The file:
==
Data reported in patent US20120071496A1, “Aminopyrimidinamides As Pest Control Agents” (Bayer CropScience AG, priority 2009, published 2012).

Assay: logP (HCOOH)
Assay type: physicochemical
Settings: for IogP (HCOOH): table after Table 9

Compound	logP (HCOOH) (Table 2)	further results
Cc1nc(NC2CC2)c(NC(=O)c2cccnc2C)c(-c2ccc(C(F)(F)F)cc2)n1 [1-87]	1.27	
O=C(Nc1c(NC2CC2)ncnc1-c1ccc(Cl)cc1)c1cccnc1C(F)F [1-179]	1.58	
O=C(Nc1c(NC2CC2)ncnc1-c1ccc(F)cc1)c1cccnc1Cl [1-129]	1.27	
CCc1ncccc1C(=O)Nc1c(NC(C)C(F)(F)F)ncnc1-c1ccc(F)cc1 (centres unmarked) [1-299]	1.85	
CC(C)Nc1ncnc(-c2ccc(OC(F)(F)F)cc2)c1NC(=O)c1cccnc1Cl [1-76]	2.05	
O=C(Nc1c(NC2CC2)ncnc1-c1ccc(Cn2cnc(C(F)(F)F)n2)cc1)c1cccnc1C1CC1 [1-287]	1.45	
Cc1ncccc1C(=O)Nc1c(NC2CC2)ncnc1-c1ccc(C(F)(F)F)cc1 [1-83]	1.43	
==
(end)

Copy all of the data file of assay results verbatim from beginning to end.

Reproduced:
Data reported in patent US20120071496A1, “Aminopyrimidinamides As Pest Control Agents” (Bayer CropScience AG, priority 2009, published 2012).

Assay: logP (HCOOH)
Assay type: physicochemical
Settings: for IogP (HCOOH): table after Table 9

Compound	logP (HCOOH) (Table 2)	further results
Cc1nc(NC2CC2)c(NC(=O)c2cccnc2C)c(-c2ccc(C(F)(F)F)cc2)n1 [1-87]	1.27	
O=C(Nc1c(NC2CC2)ncnc1-c1ccc(Cl)cc1)c1cccnc1C(F)F [1-179]	1.58	
O=C(Nc1c(NC2CC2)ncnc1-c1ccc(F)cc1)c1cccnc1Cl [1-129]	1.27	
CCc1ncccc1C(=O)Nc1c(NC(C)C(F)(F)F)ncnc1-c1ccc(F)cc1 (centres unmarked) [1-299]	1.85	
CC(C)Nc1ncnc(-c2ccc(OC(F)(F)F)cc2)c1NC(=O)c1cccnc1Cl [1-76]	2.05	
O=C(Nc1c(NC2CC2)ncnc1-c1ccc(Cn2cnc(C(F)(F)F)n2)cc1)c1cccnc1C1CC1 [1-287]	1.45	
Cc1ncccc1C(=O)Nc1c(NC2CC2)ncnc1-c1ccc(C(F)(F)F)cc1 [1-83]	1.43	